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How it Feels to Withdraw from Bipolar Disorder Medication

How it Feels to Withdraw from Bipolar Disorder MedicationWhen we talk about the negative side of taking medication for bipolar disorder, it’s usually about the side effects. Weight gain, sexual dysfunction, memory problems, etc. Then our doctors will titrate our medications, starting with small doses and increasing them until we reach the desired outcome: low to no symptoms with the least amount of medication. In the same manner, when you’re taken off of a medication, it has to be done slowly. This is because stopping a drug is as much of a risk as starting one in the first place. Withdrawal from psychiatric medications is not just unpleasant, it can be life-threatening.

Compare it to drug addiction. Psychiatric medications change brain chemistry, and the brain gets used to those changes and relies on them to function properly. When you stop taking bipolar disorder medications, the brain no longer has that crutch.

Imagine a staircase. It’s been built so that the stairs are the perfect height and depth for you. Take away some of those steps, shorten some and make some taller. Now run down it and try not to fall. Unlikely. That’s going cold turkey. When you taper down use, the redesign goes slowly, so you can still use the staircase and make it safely to the bottom.

Different drugs produce different withdrawal effects. You may experience physical symptoms, psychiatric symptoms or both. Withdrawal effects can show up after only a couple of hours of missing a dose.

How a person reacts to stopping a medication will depend on the drug, the dosage and the amount of time taken to reduce the dosage. It will also vary person to person.

These are the main withdrawal effects for the drug classes used to treat bipolar disorder:

Lithium

  • Nausea/vomiting
  • Headaches/body aches
  • Chest tightness
  • Sweating
  • Anxiety
  • Irritability
  • Relapse into hypomania, mania or depression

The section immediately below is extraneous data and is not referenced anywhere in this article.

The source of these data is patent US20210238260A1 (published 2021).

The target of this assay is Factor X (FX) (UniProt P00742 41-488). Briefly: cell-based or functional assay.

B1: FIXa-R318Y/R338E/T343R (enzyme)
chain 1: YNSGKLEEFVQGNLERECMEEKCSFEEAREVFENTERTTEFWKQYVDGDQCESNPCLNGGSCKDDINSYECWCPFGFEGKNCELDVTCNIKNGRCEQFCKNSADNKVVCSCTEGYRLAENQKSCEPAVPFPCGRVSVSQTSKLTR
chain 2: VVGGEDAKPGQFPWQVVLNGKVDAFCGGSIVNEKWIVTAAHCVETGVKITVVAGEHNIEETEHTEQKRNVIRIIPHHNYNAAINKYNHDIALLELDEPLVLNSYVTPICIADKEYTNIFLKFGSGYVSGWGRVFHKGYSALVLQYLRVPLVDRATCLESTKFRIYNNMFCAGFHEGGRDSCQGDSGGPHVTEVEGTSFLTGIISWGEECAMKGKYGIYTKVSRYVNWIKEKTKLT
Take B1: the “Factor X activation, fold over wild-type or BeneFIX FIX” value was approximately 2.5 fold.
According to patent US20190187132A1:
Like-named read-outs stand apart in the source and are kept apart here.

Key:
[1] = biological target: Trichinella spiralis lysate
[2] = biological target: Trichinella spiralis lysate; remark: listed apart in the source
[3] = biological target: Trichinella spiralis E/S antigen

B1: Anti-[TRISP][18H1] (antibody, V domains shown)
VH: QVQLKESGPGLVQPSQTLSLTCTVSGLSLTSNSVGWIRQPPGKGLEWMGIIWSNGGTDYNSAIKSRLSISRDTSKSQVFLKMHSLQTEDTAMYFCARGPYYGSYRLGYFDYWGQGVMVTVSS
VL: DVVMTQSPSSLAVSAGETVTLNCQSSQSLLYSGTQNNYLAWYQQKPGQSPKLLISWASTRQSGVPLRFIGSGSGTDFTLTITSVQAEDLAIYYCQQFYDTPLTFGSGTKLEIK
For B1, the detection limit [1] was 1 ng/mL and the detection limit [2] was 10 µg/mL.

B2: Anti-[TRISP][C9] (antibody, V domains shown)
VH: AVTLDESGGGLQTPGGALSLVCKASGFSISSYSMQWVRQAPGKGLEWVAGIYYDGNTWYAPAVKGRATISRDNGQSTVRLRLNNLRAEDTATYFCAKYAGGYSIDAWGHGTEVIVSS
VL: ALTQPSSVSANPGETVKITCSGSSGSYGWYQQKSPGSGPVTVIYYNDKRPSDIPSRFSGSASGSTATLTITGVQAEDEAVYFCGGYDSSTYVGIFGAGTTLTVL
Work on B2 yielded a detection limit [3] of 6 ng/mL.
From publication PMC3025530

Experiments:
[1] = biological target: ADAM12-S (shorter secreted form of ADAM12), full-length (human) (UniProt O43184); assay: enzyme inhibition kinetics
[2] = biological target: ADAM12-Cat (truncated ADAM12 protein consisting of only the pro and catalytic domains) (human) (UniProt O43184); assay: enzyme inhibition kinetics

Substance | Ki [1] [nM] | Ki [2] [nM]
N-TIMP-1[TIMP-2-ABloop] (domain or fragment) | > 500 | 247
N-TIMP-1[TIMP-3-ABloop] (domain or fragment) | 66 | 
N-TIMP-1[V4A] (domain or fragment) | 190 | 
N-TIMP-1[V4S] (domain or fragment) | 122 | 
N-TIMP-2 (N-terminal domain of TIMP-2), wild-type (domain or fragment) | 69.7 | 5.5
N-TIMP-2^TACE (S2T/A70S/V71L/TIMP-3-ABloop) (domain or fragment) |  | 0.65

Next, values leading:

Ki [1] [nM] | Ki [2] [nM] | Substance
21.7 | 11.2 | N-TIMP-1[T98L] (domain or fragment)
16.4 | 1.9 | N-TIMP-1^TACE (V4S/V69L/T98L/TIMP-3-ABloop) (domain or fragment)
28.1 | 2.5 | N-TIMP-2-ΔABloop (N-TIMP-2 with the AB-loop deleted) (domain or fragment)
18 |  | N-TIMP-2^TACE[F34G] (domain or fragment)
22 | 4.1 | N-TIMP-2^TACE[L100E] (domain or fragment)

• Suicidal ideations

Mood stabilizers
These include drugs like lamotrigine, valproic acid, carbamazepine and divalproex sodium.

  • Nausea/vomiting
  • Headaches
  • Fatigue
  • Dizziness
  • Balance problems
  • Muscle weakness
  • Seizures
  • Insomnia
  • Irritability
  • Anxiety
  • Difficulty concentrating
  • Mood swings
  • Suicidal ideation
  • Relapse

Atypical Antipsychotics
These include drugs like aripiprazole, clozapine, ziprasidone, lurasidone, risperidone, asenapine, quetiapine and olanzapine.

  • Dyskinesia
  • Headaches
  • Joint pain
  • Diarrhea
  • Nausea/vomiting
  • Sweating
  • Dizziness/light-headedness
  • Crying
  • Insomnia
  • Irritability
  • Mood swings
  • Panic attacks
  • Hallucinations
  • Psychosis
  • Suicidal ideation
  • Relapse

Withdrawal symptoms can happen even when time and care are taken to taper slowly. So, it is especially dangerous to abruptly stop using them. If you are experiencing side effects of a medication or feel that it is not right for you, talk to your doctor. They can take you through the process as safely as possible.

Do not discontinue your medication without talking to your doctor. If it is an emergency, such as an allergic reaction, go to your closest emergency department.

 

 

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Image credit: Erin Vermeer

How it Feels to Withdraw from Bipolar Disorder Medication

LaRae LaBouff


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APA Reference
LaBouff, L. (2016). How it Feels to Withdraw from Bipolar Disorder Medication. Psych Central. Retrieved on April 25, 2019, from https://blogs.psychcentral.com/bipolar-laid-bare/2016/04/how-it-feels-to-withdraw-from-bipolar-disorder-medication/

 

Last updated: 21 Apr 2016
Statement of review: Psych Central does not review the content that appears in our blog network (blogs.psychcentral.com) prior to publication. All opinions expressed herein are exclusively those of the author alone, and do not reflect the views of the editorial staff or management of Psych Central. Published on PsychCentral.com. All rights reserved.